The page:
Image defects that might lead to rejection/deletion of your upload

This thread has 5 posts and 845 views.

This thread will progressively list common image defects that might lead to rejection/deletion of your upload and thus prevent you from getting credit for it. Each defect has its own post, which include visual example, explanation of cause(s) and easy guide on how to fix the defect with best results.

Lots of following defects can be avoided by performing reverse image search and getting a better version of the same image. Uploading the best version of any given image not only prevents risk of initial rejection, but other users from overwriting your version in the future.

This thread may be locked/closed to prevent others from bloating the thread. You can send me tips for other posts as personal messages. Thanks.


😭 Example 😭

😎 Cause(s) 😎

This rare issue is mostly caused by the fact that your image is a “portrait” (unlike “landscape”) and its correct orientation is defined by image file metadata called EXIF (unlike sequence of pixels itself). Your image may look fine before upload because EXIF is read properly, but look incorrectly oriented after it’s been uploaded to MovieStillsDB, which removes this EXIF value.

👍 Solution 👍

Rotate your incorrectly oriented image using your preferred tool so that your image has correct orientation without EXIF affecting it. 

Guide for fixing this using free web-based tool IMG online (recommended): 

- pick defective image from your local storage using [Browse] button

- select option ◉ Rotate jpg-image “physically” without loss of quality by 

- highlight appropriate option in nearby dropdown menu

(deduct the value from failed MovieStillsDB upload, e.g. “90° clockwise” relevant for the example above)

- click [OK] button

- download processed image 

- upload it to MovieStillsDB


😭 Example 😭

😎 Explanation and cause(s) 😎

Some images contain legitimate symmetrical borders or decorative edges. These are not an issue, since they are part of the designer’s intention. 

What we consider an issue is when borders are unintended and make an impression of a defect. Such unwanted borders might appear on certain edges only, have oblique or irregular shape or be of small width, even 1 pixel. Some borders are visible only after projecting a defective image onto a contrasting background. 

Mutual cause of such defects is improper editing, mostly cropping after obtaining the image from printed material with a scanner or camera. 

In rare cases, a corrupted image file might be the cause (missing pixels are often substituted with grey ones).

👍 Solution 👍

Once you are sure that borders are not intended, carefully crop the defective image using your preferred tool so that the borders are not disrupting the viewing experience, but avoid excessive loss of precious image information.

Guide for fixing this using free portable Windows application cPicture (recommended):

- download and launch the app 

- within the app, locate the defective image on your local storage (you can even drag’n’drop the file from Windows Explorer)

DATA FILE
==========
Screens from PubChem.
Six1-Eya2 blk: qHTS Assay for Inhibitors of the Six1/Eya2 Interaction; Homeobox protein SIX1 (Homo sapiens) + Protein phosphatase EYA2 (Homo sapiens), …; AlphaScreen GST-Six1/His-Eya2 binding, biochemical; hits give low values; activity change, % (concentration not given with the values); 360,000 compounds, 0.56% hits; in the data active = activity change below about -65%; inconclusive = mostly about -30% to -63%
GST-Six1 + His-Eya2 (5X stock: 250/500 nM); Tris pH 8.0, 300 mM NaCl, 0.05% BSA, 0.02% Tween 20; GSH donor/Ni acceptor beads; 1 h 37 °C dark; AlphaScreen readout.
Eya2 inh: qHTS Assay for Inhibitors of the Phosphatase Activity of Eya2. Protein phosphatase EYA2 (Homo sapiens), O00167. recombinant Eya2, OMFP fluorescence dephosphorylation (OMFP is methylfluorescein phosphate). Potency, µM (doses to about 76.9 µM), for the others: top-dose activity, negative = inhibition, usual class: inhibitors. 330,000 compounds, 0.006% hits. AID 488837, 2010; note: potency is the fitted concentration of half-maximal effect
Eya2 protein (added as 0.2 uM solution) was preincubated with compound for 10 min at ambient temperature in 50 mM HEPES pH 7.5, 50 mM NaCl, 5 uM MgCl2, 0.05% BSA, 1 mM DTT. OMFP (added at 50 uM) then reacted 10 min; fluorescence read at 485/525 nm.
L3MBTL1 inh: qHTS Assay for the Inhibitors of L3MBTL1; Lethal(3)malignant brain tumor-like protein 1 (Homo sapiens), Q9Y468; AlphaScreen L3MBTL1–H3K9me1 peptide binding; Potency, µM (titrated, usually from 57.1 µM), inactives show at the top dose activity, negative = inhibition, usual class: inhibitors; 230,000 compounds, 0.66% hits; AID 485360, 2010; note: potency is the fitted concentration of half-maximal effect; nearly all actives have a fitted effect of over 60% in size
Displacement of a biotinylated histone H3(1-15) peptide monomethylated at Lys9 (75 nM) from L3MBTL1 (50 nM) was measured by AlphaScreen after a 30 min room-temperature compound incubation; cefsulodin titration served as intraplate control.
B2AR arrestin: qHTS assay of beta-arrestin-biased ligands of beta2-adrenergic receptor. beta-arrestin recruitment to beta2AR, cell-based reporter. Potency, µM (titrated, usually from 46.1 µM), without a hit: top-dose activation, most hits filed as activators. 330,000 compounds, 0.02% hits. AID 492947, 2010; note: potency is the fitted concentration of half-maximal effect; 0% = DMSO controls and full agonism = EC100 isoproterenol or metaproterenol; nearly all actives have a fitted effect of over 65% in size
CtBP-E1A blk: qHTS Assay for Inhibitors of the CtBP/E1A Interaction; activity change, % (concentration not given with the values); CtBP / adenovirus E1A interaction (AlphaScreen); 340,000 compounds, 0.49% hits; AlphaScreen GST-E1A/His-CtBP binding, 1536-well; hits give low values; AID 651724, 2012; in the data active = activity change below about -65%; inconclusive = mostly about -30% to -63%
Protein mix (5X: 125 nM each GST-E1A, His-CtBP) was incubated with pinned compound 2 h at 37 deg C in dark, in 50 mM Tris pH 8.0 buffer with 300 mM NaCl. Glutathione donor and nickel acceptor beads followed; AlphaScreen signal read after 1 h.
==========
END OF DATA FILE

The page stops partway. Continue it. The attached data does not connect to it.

- right-click the preview and select Lossless crop from context menu

- grab discontinuous lines on edges of the image and gently move them until undesirable borders are outside of selection

- finish the cropping process by clicking [Crop] button in the pop-up window

- upload cropped image to MovieStillsDB


😭 Example 😭 

😎 Explanation and cause(s) 😎 

There are many causes of lacking image detail and we will cover the two most relevant. Regardless of the cause: the more recent and popular a movie, the less excusable this issue is. Before we dive in, you should know that physical resolution doesn’t always reflect amount of detail (as many people incorrectly believe). 

A) Good practice is that image physical resolution go hand in hand with amount of detail included. But the deterrent example above is certainly not the case. Even though it comes from 2019 Star Wars movie and the file’s specs are on the maximum limit of what we accept, the detail is very poor for a foreground character in focus. Such image has all signs of blow-up: some trickster manipulated low quality image to con others into believing it is of high quality. 

B) Although less serious, there are opposite cases too. Forget the example above for a moment, but always remember that blow-up is a no-go. In order to contain a large amount of detail, high physical resolution (and large file size) is necessary. A 100 kilobyte image with resolution of 900×600 pixels may be acceptable for indie movie made decades ago (not necessarily), but certainly not for a recent blockbuster.

👍 Solutions 👍 

The best tool to find the highest quality version of an image is reverse image search that we mentioned in the opening post. But what if it doesn’t bear fruit? 

A) In case of blow-up, you should adequately decrease physical resolution in order to not waste pixels for given amount of detail. You can use free web-based tool IMG online or free multiplatform application XnView

B) When lack of detail is determined by low physical resolution, you can try to go back to the source URL and modify it. Look for strings that resemble resolution. Increasing numbers in these strings… 

https://img..../still.jpg?w700  => https://img..../still.jpg?w5000

  or deleting these strings entirely… =>

might give you access to higher resolution version of the image.




compression artifacts



This thread is closed.